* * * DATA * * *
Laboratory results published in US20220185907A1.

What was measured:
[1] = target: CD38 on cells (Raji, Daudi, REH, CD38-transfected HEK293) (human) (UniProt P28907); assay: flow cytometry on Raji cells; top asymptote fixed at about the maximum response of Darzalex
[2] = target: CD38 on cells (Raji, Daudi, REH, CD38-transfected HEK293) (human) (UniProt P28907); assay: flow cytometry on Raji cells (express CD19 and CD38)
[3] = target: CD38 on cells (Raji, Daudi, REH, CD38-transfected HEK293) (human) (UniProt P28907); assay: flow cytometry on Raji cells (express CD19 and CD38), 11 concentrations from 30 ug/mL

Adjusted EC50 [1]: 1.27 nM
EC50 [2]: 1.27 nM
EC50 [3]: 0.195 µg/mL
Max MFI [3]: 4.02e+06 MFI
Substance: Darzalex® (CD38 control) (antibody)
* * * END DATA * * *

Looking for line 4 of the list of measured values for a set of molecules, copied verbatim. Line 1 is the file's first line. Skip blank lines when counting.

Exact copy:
[2] = target: CD38 on cells (Raji, Daudi, REH, CD38-transfected HEK293) (human) (UniProt P28907); assay: flow cytometry on Raji cells (express CD19 and CD38)